TAMPA, Fla. – During a news conference at Tampa General Hospital Monday morning, a 31-year-old nurse rolled up her sleeve and became one of the first Floridians to receive a COVID-19 vaccine outside of a clinical trial.
Gov. Ron DeSantis, Florida Division of Emergency Management Director Jared Moskowitz and officials from Tampa General called the vaccination a milestone moment in the fight against the deadly respiratory illness, which was first reported in the Sunshine State in March.
Health care systems across the country on Monday received the first shipments of the recently authorized vaccine manufactured by Pfizer. At Tampa General Hospital, the delivery arrived via FedEx at 10 a.m. -- 30 minutes ahead of schedule -- and included 19,500 doses.
The governor said about 100,000 doses will be received this week to be used on health care workers who are on the front lines, 60,000 will go to CVS and Walgreens to be administered at long-term care facilities plus another 20,000 is expected Tuesday that will also help residents at long-term care facilities.
Five hospitals systems in Florida were selected to be the first to receive, store and administer the shots: Tampa General, AdventHealth Orlando, Memorial Regional Hospital in Hollywood, UF Health Jacksonville and Jackson Memorial Hospital in Miami.
AdventHealth Orlando is scheduled to receive its shipment on Tuesday and then begin vaccinating employees on Wednesday.
Alan Harris, the emergency manager for Seminole County, said the doses going to AdventHealth will be spread out.
“The AdventHealth Orlando is for all the campuses, so Seminole County will see some vaccine in the county within the next couple days,” said Harris.
Once the five hospital systems vaccinate their doctors, nurses and other front line workers, they will go to other hospitals in their respective regions and begin vaccinating those employees, according to the governor.
“So we think that we’re getting this at a good time. We think if we get it to the right folks who are the more likely to be hospitalized, that, you know, we can continue to keep those numbers in line... so today we will have shots going in arms. We will have health care workers getting vaccinated much sooner than anybody would have anticipated just six months ago,” DeSantis said.
Harris told News 6, they’re already prepared with equipment to handle dry ice, keeping employees safe while they work to make sure the vaccine keeps.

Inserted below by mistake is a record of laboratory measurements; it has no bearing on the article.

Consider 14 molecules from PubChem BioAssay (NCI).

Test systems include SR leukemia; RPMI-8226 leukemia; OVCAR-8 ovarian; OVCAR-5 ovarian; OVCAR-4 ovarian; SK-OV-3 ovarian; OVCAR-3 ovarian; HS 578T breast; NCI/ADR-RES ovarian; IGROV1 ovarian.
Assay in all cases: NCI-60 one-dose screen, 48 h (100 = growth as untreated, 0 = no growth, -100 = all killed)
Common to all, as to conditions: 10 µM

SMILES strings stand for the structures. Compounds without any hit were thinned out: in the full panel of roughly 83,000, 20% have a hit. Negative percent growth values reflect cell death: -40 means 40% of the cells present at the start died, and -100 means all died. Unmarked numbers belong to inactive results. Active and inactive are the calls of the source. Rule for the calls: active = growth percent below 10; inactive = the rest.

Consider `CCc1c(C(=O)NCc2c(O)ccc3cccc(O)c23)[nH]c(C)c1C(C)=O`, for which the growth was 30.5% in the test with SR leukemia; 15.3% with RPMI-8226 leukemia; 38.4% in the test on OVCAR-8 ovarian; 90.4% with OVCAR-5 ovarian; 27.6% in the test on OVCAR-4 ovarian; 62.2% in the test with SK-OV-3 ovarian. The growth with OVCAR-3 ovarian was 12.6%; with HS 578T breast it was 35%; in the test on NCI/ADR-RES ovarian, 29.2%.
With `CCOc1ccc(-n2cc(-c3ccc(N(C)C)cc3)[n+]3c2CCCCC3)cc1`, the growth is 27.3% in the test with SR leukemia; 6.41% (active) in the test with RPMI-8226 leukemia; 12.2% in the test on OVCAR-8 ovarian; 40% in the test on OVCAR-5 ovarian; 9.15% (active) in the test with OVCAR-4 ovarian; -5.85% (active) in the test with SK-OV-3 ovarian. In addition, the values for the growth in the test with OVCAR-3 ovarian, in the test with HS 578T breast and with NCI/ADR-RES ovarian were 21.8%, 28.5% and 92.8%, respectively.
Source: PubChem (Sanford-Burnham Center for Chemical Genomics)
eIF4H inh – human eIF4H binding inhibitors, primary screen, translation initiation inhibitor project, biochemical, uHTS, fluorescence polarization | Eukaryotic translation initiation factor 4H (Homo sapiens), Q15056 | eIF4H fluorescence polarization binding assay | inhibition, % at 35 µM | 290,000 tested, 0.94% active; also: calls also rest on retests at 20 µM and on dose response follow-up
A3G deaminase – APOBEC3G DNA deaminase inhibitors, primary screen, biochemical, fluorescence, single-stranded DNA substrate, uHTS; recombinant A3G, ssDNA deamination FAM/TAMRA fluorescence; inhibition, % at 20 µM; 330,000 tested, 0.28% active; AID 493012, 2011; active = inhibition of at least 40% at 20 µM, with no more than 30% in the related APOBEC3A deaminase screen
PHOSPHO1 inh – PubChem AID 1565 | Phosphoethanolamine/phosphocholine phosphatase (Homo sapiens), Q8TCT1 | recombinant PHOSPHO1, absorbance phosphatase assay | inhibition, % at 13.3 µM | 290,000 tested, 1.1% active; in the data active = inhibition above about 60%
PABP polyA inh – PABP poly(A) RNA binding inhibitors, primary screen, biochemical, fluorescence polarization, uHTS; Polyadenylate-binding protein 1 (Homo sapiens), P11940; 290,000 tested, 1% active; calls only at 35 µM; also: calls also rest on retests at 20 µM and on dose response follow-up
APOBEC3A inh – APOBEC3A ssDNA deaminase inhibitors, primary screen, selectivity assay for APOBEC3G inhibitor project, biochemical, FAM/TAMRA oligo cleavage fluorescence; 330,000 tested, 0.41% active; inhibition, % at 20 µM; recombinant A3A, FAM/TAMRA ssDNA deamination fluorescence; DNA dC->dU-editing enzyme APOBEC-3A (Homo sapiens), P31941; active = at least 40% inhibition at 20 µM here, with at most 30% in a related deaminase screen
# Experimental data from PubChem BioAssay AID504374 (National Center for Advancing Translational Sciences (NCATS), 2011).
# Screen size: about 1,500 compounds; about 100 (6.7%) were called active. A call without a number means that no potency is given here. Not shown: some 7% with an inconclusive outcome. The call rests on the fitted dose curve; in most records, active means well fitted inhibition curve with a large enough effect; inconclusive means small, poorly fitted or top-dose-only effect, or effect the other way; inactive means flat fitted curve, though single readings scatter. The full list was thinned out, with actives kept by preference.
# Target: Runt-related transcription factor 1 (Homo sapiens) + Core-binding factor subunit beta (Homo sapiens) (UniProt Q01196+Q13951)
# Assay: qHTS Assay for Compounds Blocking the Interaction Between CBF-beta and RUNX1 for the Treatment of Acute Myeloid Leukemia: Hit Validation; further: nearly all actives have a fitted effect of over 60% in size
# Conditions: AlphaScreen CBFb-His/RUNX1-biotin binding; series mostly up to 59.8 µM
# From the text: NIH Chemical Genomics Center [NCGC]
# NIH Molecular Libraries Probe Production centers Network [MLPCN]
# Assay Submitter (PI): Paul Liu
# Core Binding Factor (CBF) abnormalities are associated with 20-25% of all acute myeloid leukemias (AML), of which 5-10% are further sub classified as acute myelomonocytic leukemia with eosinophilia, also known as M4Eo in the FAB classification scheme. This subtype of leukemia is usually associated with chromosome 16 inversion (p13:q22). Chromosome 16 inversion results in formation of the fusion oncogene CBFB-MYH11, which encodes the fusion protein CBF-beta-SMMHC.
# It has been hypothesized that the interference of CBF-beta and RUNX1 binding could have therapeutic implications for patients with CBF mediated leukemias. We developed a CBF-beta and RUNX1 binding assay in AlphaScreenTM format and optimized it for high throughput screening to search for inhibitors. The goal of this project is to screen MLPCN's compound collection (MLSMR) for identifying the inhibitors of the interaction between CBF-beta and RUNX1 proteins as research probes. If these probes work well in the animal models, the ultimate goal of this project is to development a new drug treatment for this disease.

Once health care workers and long-term care residents receive doses, the next step will be to inoculate the elderly and those with significant preexisting conditions that could cause a case of COVID-19 to become severe.
“We’re trying to prioritize the folks that it can make the most impact for and we’re going to continue to stay on it,” DeSantis said.
As far as the general Florida population, meaning residents who are healthy, under age 65 and don’t work in health care, the governor expects the vaccine to be available for them at some point in February 2021.
“As we get into, potentially, February you could be in a situation where there’s going to be vaccines for people regardless of circumstances or health risks or age. Probably not before that and maybe not quite at that point, but that is very possible so we’re just going to keep communicating, let folks know kind of what we’re doing,” DeSantis said.
DeSantis said that timeline is of course fluid and one potential hiccup is that Pfizer is already having production issues that could jeopardize the shipments slated for the next few weeks. Still, DeSantis is hopeful that Moderna’s vaccine could receive emergency use authorization before by Friday and begin shipping shortly thereafter.
“Now the one thing we’re waiting on, and the initial plan for the Pfizer, we were going to get 179,000 this week, but then we were going to get several 100,000 each the next two weeks of the Pfizer, right now we don’t know. They have kind of dialed it back. I think they’re working through some production issues. So we anticipate the Moderna coming at the beginning of next week, between 300-400,000 doses. We’re hoping that the Pfizer order is fulfilled for the next two weeks beyond what we’re getting today and tomorrow. If we get all of that, as scheduled and then that’s almost probably more than a million doses. If we don’t get the remaining Pfizer, you know, then we’re looking at probably 700 to 750,000 for the month of December,” the governor said.
Johnson & Johnson is also expected to seek authorization in January for another coronavirus vaccine.
Since March, Florida has a reported a cumulative total of 1,125,931 coronavirus cases, 19,866 deaths and 58,127 hospitalizations.